Opposition mulls contest

The Opposition parties have begun to recalibrate their strategy and shortlist names for a candidate for President as a contest looks increasingly possible now.

By Sanjay K. Jha and Anita Joshua
  • Published 20.06.17

New Delhi, June 19: The Opposition parties have begun to recalibrate their strategy and shortlist names for a candidate for President as a contest looks increasingly possible now.

Nitish Kumar and Mayawati are nursing reservations about challenging Ramnath Kovind, the NDA candidate, but the principal Opposition parties are hoping to turn them around by coming up with a Dalit nominee to counter the Bihar governor.

The final decision is not expected before a June 22 meeting. But three names were being doing the rounds among multiple Opposition parties tonight: Prakash Ambedkar, the grandson of Babasaheb Ambedkar; Sushil Kumar Shinde, the Congress veteran and former home minister; and Meira Kumar, the former Lok Sabha Speaker.

The possibility of fielding a tribal candidate is also being explored. If, by chance, the Opposition decides not to play the caste game and make it a purely ideological battle, efforts to field former Bengal governor Gopalkrishna Gandhi are likely to be reactivated.

Two key Opposition parties are said to be in favour of Shinde because he is from Maharashtra, where the Shiv Sena is yet to give a commitment to the BJP.

These two parties feel that every effort must be made to keep the Sena on the Opposition's side in the presidential election. Prakash too hails from Maharashtra, which strengthens his credentials as well.

Sources said Lalu Prasad, Nitish's Bihar ally, too was trying hard to dissuade the chief minister from supporting Kovind. The sources claimed that Lalu Prasad was prepared to put the alliance at stake if Nitish broke ranks and voted with the BJP.

K.C. Tyagi, a senior JDU leader, conceded that Kovind's candidature had put his party in an uncomfortable position while insisting the final decision would be taken after consultations. Asked if the party would attend Thursday's Opposition meeting to discuss its nominee, he said it would.

Lalu Prasad is unlikely to attend Thursday's meeting as he has a court hearing in Jharkhand the same day.

Opposition sources said that Nitish had initially been in two minds because of his "personal rapport" with Kovind and the governor's "caste", but was told by the Congress, RJD and the CPM that such factors should not count. The sources claimed that Nitish appeared to have been convinced.

Sonia Gandhi called Nitish, Lalu Prasad, Sharad Pawar, Mamata Banerjee, Mayawati and other leaders to sound them out.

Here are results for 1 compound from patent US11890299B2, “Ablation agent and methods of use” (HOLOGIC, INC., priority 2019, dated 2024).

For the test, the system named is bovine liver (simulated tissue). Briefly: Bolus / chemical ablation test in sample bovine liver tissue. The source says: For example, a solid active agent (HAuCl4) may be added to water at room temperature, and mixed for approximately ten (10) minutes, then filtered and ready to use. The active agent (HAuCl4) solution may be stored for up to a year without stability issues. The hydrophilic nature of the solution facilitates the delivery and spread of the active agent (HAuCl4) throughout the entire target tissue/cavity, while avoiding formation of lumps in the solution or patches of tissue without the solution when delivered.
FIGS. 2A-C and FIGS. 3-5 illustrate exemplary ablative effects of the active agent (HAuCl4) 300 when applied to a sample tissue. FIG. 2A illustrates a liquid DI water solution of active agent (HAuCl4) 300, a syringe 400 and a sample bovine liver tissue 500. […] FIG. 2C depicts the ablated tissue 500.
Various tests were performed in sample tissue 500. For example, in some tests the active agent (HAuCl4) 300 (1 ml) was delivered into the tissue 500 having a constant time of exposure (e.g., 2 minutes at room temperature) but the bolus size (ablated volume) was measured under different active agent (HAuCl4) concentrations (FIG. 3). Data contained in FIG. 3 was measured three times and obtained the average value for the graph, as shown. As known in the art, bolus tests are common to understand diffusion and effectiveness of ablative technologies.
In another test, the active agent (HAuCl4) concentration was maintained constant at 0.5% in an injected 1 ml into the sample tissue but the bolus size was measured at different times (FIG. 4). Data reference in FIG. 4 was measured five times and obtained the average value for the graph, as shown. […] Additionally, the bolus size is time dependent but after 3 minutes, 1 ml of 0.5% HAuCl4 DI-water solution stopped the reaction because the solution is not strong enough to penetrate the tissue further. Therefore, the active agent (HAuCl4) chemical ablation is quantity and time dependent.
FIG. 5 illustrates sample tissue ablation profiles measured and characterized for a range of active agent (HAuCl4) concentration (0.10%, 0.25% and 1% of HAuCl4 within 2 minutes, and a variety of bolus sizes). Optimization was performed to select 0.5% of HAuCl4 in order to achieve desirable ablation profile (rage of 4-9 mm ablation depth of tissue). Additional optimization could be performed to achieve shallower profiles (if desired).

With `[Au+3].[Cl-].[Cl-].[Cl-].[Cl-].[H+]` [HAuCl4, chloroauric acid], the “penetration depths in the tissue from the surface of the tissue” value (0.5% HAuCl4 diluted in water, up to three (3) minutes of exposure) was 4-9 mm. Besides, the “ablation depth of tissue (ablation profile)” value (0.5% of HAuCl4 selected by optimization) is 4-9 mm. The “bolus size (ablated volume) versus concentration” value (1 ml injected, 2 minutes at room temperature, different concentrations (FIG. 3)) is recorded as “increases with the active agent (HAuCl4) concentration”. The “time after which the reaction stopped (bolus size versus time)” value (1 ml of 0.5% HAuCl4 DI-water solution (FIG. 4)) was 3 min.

The reservations the JDU and Mayawati harboured about opposing Kovind are rooted in his Dalit background. Mayawati has made it clear that she is positively inclined towards the current Bihar governor but "only if the Opposition does not announce a popular Dalit name".

While the Congress has for sometime suggested Meira Kumar's name, the difficulties some parties may have in supporting a long-time Congress politician like her for the President's post has forced the Opposition to look elsewhere.

A name that came into play this afternoon after the announcement of Kovind's candidature was that of Prakash, Ambedkar's grandson.

Another possibility being considered is that of a tribal candidate since India has never had a President from among the Scheduled Tribes, though the country had its first Dalit President in 1997 with the elevation of then Vice-President K.R. Narayanan.

"Even then, there was a contest," CPM general secretary Sitaram Yechury pointed out to counter the BJP's contention that Kovind should be elected unopposed because he was a Dalit.

"Every presidential election, except the one in 1977 in which Neelam Sanjeeva Reddy became President, was contested," Yechury said, adding that his party got to know about Kovind's candidature from the media.

Barring the Congress, which was informed by the government of the choice, all other Opposition parties appear to have learnt about Kovind's selection from the media.

One overriding feeling among Opposition politicians today was that the government had not sincerely tried to evolve a consensus.

Derek O'Brien of the Trinamul Congress said: "The name was announced at the BJP press conference. That's how we got to know. Not even informed. How many of you logged onto Wikipedia today? I did."

The Opposition felt it must not succumb to the government's Dalit card but field a contestant since, sources said, Kovind's background didn't sit well with expectations of a "neutral" President who would protect the constitutional scheme.

"We hoped the government would try to evolve a consensus.... Now there is no scope for a consensus," the Congress's Ghulam Nabi Azad said.

Mamata was on her way to The Netherlands to attend a UN programme when Kovind's name was announced. Phone calls were streaming in when the chief minister landed in Dubai. Mamata told reporters: "I have never heard his name. He may be a governor. I know so many governors. But never heard of him.... Jani na... chini na," she said.

She added that Andhra Pradesh chief minister Chandrababu Naidu too had "expressed his surprise at the selection of the candidate". Naidu later supported Kovind's candidature.

Mamata underscored that she was "not for a moment saying Kovind is unfit to be President".

"To support someone, we must know the person. The candidate should be someone who will be beneficial for the country," she said.

"There are other big Dalit leaders in the country. Just because he was the leader of the Dalit Morcha of the BJP they have made him the candidate."

Mamata added: "The office of the President is a key post. Someone of the stature of (current President) Pranab Mukherjee, or even Sushma Swaraj or (L.K.) Advaniji, could have been made the candidate."